Countering Threats to Security and Stability in a Failing State

Lessons from Colombia

Colombia in the mid-1990s was in deep trouble. The insurgent group Revolutionary Armed Forces of Colombia (FARC) appeared capable of defeating the Colombian military in pitched battles and, combined with the Army of National Liberation (ELN) and growing paramilitary forces, controlled vast areas of the country. A confluence of negative variables, including a rapid expansion in the cultivation and trafficking of narcotics, pointed to potential state failure. A decade later, however, Colombia, aided by substantial U.S. support, had returned from the brink of implosion. Years of progress by the Colombian government in expanding legitimate state control over national space, population, and infrastructure effectively countered the threats to security and stability posed by extra-state actors.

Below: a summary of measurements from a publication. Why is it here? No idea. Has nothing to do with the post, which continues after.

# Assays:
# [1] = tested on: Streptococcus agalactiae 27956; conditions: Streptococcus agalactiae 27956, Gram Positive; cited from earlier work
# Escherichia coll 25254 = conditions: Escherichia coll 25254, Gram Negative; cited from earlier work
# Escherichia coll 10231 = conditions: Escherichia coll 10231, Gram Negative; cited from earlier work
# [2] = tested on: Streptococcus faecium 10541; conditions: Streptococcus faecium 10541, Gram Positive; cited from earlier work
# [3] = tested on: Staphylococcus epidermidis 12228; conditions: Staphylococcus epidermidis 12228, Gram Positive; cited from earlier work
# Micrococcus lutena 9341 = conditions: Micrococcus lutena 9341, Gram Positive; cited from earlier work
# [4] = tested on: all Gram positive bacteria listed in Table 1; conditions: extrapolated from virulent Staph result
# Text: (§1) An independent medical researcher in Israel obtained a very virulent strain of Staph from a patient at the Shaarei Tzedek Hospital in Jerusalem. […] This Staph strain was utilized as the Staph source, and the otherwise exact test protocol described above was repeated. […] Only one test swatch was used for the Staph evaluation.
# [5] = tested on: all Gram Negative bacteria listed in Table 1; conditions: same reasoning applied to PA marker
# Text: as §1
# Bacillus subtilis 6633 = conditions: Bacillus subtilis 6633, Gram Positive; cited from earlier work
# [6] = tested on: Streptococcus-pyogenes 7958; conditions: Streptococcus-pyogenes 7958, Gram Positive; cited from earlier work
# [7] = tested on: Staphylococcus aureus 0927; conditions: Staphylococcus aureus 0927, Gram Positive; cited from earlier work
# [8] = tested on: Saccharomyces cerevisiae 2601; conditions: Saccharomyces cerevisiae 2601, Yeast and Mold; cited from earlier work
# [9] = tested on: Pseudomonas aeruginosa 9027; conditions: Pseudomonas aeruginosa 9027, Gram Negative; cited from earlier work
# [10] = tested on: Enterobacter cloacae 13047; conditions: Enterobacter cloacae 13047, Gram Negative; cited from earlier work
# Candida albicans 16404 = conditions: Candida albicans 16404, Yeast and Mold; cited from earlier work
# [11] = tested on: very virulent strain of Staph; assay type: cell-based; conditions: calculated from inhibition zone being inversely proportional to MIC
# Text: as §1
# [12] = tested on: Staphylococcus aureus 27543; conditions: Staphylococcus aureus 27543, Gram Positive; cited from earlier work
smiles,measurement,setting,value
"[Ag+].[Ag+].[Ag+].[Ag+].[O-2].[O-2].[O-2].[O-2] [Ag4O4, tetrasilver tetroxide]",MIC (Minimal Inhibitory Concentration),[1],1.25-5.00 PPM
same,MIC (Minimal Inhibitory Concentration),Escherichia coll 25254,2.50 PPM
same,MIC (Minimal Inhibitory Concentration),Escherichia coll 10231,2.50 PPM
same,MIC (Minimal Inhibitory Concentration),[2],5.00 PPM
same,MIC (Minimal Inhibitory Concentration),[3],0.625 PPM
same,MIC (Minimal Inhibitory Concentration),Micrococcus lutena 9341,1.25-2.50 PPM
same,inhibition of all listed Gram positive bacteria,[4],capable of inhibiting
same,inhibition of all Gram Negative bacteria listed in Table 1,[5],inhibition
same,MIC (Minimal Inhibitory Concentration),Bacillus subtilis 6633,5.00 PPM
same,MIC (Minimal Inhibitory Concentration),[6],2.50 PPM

This report from the CSIS Americas Program examines developments in Colombia to assess the lessons to be learned from that country's impressive recovery. The report analyzes why Colombia was on the road to possible state failure, how the process was reversed, and what will be needed to sustain progress. It also considers the role of U.S. assistance to Colombia since approval of the "Plan Colombia" special supplemental in 2000. The report highlights practical lessons from Colombia as a case study in countering challenges to security and stability in a weakened state. It will serve as an important point of reference for policymakers on Colombia-specific issues—as well as for those addressing challenges such as an inadequate state presence, large ungoverned spaces, weak rule of law, insurgencies, and a large-scale narcotics economy in other parts of the developing world.

John J. Hamre

Peter DeShazo, Johanna Mendelson Forman and Phillip McLean